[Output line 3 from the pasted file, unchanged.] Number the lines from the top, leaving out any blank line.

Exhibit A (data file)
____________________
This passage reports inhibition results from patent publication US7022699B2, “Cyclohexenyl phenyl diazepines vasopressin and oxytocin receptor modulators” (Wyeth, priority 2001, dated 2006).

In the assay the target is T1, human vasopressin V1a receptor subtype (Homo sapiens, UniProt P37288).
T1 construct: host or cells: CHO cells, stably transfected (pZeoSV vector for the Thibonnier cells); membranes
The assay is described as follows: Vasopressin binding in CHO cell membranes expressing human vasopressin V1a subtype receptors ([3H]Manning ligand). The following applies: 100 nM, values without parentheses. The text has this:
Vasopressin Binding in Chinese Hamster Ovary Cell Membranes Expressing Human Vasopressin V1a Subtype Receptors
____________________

T1 construct: host or cells: CHO cells, stably transfected (pZeoSV vector for the Thibonnier cells); membranes